Clear majorities in 22 of 39 countries surveyed say they have a favorable view of the UN. Ratings are on balance favorable in the U.S. and Russia, while the Chinese are divided in their opinion. However, views trend negatively in key Middle Eastern publics.
See what percentage of the population of select countries have a favorable view of the United Nations. Overall, the UN retains a strong global image.
Security issues will test transatlantic co-operation, though the prospects for a free-trade deal look good.
Ukrainian President Yanukovych's move to ban Ukraine from joining NATO is not without a base of public support, a Pew Global Attitudes survey finds.
Opinion of the United Nations has grown more positive since 2007 in 12 of the 25 nations surveyed by the Pew Global Attitudes Project. And in no country have favorable ratings improved as much as in the United States.
Proposals to increase troop levels may face considerable opposition in many NATO countries, which were opposed to Obama’s original call for more forces.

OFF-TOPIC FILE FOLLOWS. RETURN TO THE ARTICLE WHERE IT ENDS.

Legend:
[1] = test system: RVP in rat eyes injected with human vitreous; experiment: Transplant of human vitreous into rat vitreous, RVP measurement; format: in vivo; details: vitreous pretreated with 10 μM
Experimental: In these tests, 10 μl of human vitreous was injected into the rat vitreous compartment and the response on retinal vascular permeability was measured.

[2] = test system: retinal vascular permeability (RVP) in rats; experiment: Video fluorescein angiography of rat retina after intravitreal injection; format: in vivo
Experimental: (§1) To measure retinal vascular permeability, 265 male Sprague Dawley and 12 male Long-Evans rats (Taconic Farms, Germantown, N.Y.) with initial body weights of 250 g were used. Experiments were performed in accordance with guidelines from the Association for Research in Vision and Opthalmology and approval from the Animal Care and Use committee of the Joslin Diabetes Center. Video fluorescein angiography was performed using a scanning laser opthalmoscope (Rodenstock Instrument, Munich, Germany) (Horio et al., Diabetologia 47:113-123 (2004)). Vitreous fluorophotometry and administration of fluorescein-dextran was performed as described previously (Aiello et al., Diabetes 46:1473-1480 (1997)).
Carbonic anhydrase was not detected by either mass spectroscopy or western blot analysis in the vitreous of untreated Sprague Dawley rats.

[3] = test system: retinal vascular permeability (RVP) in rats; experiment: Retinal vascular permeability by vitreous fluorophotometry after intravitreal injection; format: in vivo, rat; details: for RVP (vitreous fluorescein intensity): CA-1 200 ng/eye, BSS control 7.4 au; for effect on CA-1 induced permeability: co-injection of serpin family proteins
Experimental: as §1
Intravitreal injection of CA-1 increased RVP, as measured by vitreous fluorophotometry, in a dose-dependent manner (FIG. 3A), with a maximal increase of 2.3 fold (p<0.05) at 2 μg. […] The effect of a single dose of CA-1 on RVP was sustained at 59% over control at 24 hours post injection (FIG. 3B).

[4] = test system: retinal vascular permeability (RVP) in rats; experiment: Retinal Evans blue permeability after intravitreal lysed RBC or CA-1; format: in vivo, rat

When Ban Ki-moon of South Korea placed his left hand on the Charter of the United Nations and was sworn in as its eighth Secretary General, he assumed control of an organization viewed with dramatically varying degrees of respect, skepticism and indifference by the countries of the world.
When President George W. Bush is greeted by his host, President Vladimir Putin at this weekend's G8 meeting in St. Petersburg, neither one can feel secure in the confidence placed in their leadership by the citizens of major countries around the globe. But the latest Pew Global Attitudes survey also finds that the other leaders at the annual summit also earn generally low marks for their handling of world affairs.
The speed of the war in Iraq and the prevailing belief that the Iraqi people are better off as a result have modestly improved the image of America. But in most countries, opinions of the U.S. are markedly lower than they were a year ago.